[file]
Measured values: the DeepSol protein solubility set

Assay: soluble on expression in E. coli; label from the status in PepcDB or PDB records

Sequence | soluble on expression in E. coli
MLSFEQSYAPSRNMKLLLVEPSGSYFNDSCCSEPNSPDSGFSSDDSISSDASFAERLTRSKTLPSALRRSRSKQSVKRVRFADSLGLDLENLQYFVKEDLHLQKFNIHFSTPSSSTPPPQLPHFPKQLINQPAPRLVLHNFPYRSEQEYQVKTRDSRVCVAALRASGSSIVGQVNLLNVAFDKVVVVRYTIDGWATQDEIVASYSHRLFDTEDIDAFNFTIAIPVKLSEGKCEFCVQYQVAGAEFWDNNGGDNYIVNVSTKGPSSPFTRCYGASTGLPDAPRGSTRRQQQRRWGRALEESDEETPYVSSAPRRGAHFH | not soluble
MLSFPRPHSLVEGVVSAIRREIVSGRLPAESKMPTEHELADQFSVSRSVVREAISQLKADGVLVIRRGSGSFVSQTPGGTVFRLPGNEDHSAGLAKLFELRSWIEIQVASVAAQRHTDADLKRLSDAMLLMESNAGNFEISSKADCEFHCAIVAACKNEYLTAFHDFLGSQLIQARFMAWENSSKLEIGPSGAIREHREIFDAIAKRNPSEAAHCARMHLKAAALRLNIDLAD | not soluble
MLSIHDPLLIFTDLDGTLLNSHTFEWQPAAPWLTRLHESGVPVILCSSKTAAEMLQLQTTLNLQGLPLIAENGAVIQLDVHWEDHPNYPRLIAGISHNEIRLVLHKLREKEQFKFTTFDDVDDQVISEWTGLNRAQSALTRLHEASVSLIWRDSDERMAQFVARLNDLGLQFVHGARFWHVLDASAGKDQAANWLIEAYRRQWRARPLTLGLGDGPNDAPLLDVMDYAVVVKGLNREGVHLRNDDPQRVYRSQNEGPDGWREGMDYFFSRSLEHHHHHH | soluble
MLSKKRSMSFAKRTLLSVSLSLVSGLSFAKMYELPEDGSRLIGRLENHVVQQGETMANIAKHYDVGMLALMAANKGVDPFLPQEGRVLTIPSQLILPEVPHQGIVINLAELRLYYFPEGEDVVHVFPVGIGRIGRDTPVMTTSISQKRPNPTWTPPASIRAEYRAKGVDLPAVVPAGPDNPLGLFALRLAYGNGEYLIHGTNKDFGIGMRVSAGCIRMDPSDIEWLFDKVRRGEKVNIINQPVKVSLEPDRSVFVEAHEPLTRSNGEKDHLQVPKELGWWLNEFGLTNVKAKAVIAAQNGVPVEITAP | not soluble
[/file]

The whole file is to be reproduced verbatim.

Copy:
Measured values: the DeepSol protein solubility set

Assay: soluble on expression in E. coli; label from the status in PepcDB or PDB records

Sequence | soluble on expression in E. coli
MLSFEQSYAPSRNMKLLLVEPSGSYFNDSCCSEPNSPDSGFSSDDSISSDASFAERLTRSKTLPSALRRSRSKQSVKRVRFADSLGLDLENLQYFVKEDLHLQKFNIHFSTPSSSTPPPQLPHFPKQLINQPAPRLVLHNFPYRSEQEYQVKTRDSRVCVAALRASGSSIVGQVNLLNVAFDKVVVVRYTIDGWATQDEIVASYSHRLFDTEDIDAFNFTIAIPVKLSEGKCEFCVQYQVAGAEFWDNNGGDNYIVNVSTKGPSSPFTRCYGASTGLPDAPRGSTRRQQQRRWGRALEESDEETPYVSSAPRRGAHFH | not soluble
MLSFPRPHSLVEGVVSAIRREIVSGRLPAESKMPTEHELADQFSVSRSVVREAISQLKADGVLVIRRGSGSFVSQTPGGTVFRLPGNEDHSAGLAKLFELRSWIEIQVASVAAQRHTDADLKRLSDAMLLMESNAGNFEISSKADCEFHCAIVAACKNEYLTAFHDFLGSQLIQARFMAWENSSKLEIGPSGAIREHREIFDAIAKRNPSEAAHCARMHLKAAALRLNIDLAD | not soluble
MLSIHDPLLIFTDLDGTLLNSHTFEWQPAAPWLTRLHESGVPVILCSSKTAAEMLQLQTTLNLQGLPLIAENGAVIQLDVHWEDHPNYPRLIAGISHNEIRLVLHKLREKEQFKFTTFDDVDDQVISEWTGLNRAQSALTRLHEASVSLIWRDSDERMAQFVARLNDLGLQFVHGARFWHVLDASAGKDQAANWLIEAYRRQWRARPLTLGLGDGPNDAPLLDVMDYAVVVKGLNREGVHLRNDDPQRVYRSQNEGPDGWREGMDYFFSRSLEHHHHHH | soluble
MLSKKRSMSFAKRTLLSVSLSLVSGLSFAKMYELPEDGSRLIGRLENHVVQQGETMANIAKHYDVGMLALMAANKGVDPFLPQEGRVLTIPSQLILPEVPHQGIVINLAELRLYYFPEGEDVVHVFPVGIGRIGRDTPVMTTSISQKRPNPTWTPPASIRAEYRAKGVDLPAVVPAGPDNPLGLFALRLAYGNGEYLIHGTNKDFGIGMRVSAGCIRMDPSDIEWLFDKVRRGEKVNIINQPVKVSLEPDRSVFVEAHEPLTRSNGEKDHLQVPKELGWWLNEFGLTNVKAKAVIAAQNGVPVEITAP | not soluble